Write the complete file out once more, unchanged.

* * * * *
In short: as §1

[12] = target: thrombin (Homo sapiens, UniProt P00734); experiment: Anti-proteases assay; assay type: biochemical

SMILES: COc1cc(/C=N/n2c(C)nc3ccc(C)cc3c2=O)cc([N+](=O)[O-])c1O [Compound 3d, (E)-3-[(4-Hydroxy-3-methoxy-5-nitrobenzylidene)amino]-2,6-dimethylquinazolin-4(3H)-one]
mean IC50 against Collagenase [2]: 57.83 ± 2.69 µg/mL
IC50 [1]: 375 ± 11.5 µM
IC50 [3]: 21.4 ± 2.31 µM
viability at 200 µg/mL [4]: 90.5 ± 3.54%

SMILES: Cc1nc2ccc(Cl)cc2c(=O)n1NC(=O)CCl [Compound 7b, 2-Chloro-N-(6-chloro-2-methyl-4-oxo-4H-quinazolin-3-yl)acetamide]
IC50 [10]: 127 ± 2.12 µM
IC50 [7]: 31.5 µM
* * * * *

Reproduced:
In short: as §1

[12] = target: thrombin (Homo sapiens, UniProt P00734); experiment: Anti-proteases assay; assay type: biochemical

SMILES: COc1cc(/C=N/n2c(C)nc3ccc(C)cc3c2=O)cc([N+](=O)[O-])c1O [Compound 3d, (E)-3-[(4-Hydroxy-3-methoxy-5-nitrobenzylidene)amino]-2,6-dimethylquinazolin-4(3H)-one]
mean IC50 against Collagenase [2]: 57.83 ± 2.69 µg/mL
IC50 [1]: 375 ± 11.5 µM
IC50 [3]: 21.4 ± 2.31 µM
viability at 200 µg/mL [4]: 90.5 ± 3.54%

SMILES: Cc1nc2ccc(Cl)cc2c(=O)n1NC(=O)CCl [Compound 7b, 2-Chloro-N-(6-chloro-2-methyl-4-oxo-4H-quinazolin-3-yl)acetamide]
IC50 [10]: 127 ± 2.12 µM
IC50 [7]: 31.5 µM